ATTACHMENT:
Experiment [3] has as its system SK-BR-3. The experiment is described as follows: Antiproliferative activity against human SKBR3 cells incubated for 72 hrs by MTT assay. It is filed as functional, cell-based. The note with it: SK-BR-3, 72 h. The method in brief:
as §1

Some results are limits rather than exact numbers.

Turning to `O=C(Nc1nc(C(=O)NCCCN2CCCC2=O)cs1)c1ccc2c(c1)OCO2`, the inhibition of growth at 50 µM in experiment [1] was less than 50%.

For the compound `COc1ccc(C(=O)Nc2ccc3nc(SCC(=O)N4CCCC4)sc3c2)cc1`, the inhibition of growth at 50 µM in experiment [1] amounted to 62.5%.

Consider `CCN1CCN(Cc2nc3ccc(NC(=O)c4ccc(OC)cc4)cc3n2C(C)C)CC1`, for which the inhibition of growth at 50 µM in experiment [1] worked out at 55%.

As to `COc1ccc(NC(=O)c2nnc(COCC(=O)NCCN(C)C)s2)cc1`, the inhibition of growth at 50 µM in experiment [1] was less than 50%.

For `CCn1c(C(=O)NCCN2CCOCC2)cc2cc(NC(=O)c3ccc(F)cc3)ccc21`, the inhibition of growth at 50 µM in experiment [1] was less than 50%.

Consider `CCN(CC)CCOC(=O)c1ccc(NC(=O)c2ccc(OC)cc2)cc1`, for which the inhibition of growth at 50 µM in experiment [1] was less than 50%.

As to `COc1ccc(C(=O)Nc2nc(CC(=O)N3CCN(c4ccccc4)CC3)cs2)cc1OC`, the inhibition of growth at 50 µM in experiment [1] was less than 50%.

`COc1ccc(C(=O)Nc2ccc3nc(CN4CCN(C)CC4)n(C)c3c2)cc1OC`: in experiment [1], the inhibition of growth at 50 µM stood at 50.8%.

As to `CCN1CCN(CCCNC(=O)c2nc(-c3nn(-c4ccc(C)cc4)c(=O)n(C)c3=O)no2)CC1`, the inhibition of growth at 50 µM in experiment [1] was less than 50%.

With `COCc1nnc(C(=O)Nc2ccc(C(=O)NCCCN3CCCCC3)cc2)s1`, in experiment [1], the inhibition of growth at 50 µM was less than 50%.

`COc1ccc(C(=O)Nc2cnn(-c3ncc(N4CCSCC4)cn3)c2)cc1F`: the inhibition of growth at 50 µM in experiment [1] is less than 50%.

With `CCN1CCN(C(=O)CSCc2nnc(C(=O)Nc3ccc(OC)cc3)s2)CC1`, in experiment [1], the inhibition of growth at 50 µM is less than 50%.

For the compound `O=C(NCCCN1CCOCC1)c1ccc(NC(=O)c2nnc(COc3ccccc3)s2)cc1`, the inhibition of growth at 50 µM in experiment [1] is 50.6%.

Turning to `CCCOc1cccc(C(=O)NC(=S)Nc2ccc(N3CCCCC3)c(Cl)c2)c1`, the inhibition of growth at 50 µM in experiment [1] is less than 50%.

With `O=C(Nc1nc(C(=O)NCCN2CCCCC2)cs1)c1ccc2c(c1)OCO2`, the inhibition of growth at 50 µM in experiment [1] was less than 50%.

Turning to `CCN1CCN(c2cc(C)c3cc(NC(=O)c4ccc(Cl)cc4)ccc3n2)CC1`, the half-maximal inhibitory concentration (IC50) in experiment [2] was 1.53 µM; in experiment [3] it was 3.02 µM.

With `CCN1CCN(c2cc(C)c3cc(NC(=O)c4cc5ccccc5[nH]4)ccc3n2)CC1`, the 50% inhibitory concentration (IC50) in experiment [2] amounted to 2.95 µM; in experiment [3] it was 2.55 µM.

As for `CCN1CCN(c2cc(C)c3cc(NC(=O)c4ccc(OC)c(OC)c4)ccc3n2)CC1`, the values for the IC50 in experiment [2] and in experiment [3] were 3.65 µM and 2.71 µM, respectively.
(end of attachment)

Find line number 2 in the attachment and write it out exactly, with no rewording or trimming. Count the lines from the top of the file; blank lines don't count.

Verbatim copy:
as §1